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Qantas: Boeing and Airbus – hold that order of, A321neos and B787s

Qantas: Boeing and Airbus – hold that order of, A321neos and B787s

This comes as no surprise. Qantas is deferring the delivery of any new aircraft orders during the pandemic.

What are they deferring?

About 21 aircraft are having their delivery deferred until after the pandemic. They include:

  • 3 x Boeing 787s, due at end of 2020 for Qantas
  • 18 x A321 neos, for Jetstar, due from August 2020 ’til 2022

This news comes on top of the confirmation that the Airbus order of 12 A350s for Project Sunrise has also been deferred. So you can kiss goodbye to no stop, direct flights from the east coast of Australia to New York or London, or Rio or Frankfurt or Paris for at least another three years through until 2024.

The deferral of these orders will also assist with the Qantas budget. We know that no airline actually pays the list price, more likely they pay about 50%. But even the deferral of half of AU$445 million (US$293 million) which is the list price of a Boeing Dreamliner will assist the immediate calls on the Qantas budget. Airbus 321neos are less than half that at AU$200 million (US$130 million). Ok, they have probably made a downpayment on some of these orders, but deferral means they can kick the final payment down the road a ways. And if you are looking to save on cash, when Macquarie analysts are saying you won’t make a profit again until 2021, you need to defer as much expenditure as you can.

Fleet review, renew

Post pandemic, everyone is writing that air travel will be different than pre-pandemic. I’ve even weighed in with a few predictions myself. That’s made Qantas look long and hard at its current fleet to see whether they will be suitable for their new post-pandemic purpose.

An obvious aircraft for review is the A380. This customer favourite, a whale of a superjumbo has some tricky economics. Basically, it needs to be full to have any chance of making money for an airline. That’s proved difficult, which is one of the reasons Airbus has announced the end of production. Even Sir Tim Clark, president of Emirates – the A380’s biggest customer with over 140 in its fleet, has acknowledged that they will need to be replaced, or as he put it:

“The A380 is over.”

Sir Tim Clark, president of Emirates, Executive Traveller

The COVID-19 crisis will likely see the slightly early exit of Qantas’s remaining 747’s. The original exit was going to be at the end of 2020, but it looks like that has come about 9 months early for passenger versions.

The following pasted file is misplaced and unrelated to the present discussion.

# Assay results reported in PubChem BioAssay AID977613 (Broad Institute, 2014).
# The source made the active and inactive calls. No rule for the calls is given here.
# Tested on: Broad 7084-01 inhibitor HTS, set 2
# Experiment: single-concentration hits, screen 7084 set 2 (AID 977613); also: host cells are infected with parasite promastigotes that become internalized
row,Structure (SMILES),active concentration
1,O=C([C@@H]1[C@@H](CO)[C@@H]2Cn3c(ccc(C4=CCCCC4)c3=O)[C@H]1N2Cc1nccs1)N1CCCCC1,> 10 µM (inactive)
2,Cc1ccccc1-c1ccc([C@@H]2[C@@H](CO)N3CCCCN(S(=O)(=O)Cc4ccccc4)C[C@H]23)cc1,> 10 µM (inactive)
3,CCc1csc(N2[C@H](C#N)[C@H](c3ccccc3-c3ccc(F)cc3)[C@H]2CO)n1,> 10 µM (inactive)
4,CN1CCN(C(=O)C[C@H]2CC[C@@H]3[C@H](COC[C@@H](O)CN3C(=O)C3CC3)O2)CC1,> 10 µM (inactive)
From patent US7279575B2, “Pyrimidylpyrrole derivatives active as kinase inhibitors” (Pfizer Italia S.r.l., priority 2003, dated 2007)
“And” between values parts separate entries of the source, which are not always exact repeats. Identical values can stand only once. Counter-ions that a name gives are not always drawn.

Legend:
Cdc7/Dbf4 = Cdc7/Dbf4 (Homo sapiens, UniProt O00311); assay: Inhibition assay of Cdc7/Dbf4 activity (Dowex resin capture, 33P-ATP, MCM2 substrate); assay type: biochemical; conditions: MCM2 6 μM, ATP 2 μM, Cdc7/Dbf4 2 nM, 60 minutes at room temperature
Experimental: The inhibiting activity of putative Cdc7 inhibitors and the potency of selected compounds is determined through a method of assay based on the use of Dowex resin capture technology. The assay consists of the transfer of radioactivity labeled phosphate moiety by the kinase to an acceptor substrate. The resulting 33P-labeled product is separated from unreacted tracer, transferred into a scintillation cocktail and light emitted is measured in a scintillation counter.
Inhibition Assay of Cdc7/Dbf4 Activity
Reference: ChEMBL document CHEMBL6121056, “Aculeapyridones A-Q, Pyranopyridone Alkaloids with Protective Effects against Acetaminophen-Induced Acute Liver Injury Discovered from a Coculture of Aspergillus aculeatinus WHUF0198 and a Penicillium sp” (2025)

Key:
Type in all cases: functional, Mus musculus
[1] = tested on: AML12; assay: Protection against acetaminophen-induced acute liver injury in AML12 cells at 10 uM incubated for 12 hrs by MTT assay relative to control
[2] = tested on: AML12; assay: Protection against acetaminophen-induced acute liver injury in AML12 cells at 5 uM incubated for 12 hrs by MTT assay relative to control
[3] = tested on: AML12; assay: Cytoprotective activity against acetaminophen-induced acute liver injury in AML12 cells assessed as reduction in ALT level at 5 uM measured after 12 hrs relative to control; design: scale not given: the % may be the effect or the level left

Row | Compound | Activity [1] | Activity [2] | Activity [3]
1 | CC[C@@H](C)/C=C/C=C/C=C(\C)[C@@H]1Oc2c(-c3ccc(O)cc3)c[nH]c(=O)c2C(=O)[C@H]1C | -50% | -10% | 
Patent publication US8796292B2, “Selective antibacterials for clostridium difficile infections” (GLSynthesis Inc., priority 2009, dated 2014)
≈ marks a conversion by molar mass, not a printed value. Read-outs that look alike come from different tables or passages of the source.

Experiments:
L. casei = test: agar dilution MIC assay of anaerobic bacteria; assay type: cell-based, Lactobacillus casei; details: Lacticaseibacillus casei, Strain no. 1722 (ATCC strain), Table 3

Potential fleet make-up post pandemic

There are a lot of if’s and but’s in this, but presuming that there is the slightly contradictory delayed pent-up demand, along with a reluctance to fly by some customers, the A380’s will only have a place on very select high demand routes. Maybe to London, and maybe to Los Angeles. In the main, Qantas will need a more nimble fleet so they can adjust as demand changes.

That means the 787 Dreamliner’s may best serve these routes.

A330’s will doubtless be used in medium-haul international and leave domestic routes such as East Coast to Perth, and trans-Tasman flights. Boeing 737’s will cover nearly all domestic and trans-Tasman flying.

The question will be about demand and frequency, and that will shape the choice of which of the current fleet to retain, and which to jettison. Predicted and actual demand will shape the long term future composition of the fleet.

2PAXfly Takeout

There is lots of speculation about the fleet that Qantas will require coming out of the pandemic. What will the demand for air travel look like? What will be the economics of flying? Will costs of masks and testing and distancing, and potential isolation of crew blow up the economic model?

Will business have lost its appetite for flying, now they have discovered Zoom?

There are not too many precedents out there, and perhaps the best one is flying post 9/11. That’s the only comparable event, and that changed flying forever.

Let’s put all the security stuff to one side.

Once passengers were allowed to fly again, they were wary. Demand dropped by around 30% immediately following the event, and businesses suspended all non-essential travel for quite a while. I think there are parallels. Some industry members argue that 9/11 hastened some changes that were inevitable. Poorly financed and managed airlines bowed out, too generous contracts got slimmed down, and some airlines amalgamated.

All that will happen post-pandemic too, I think.

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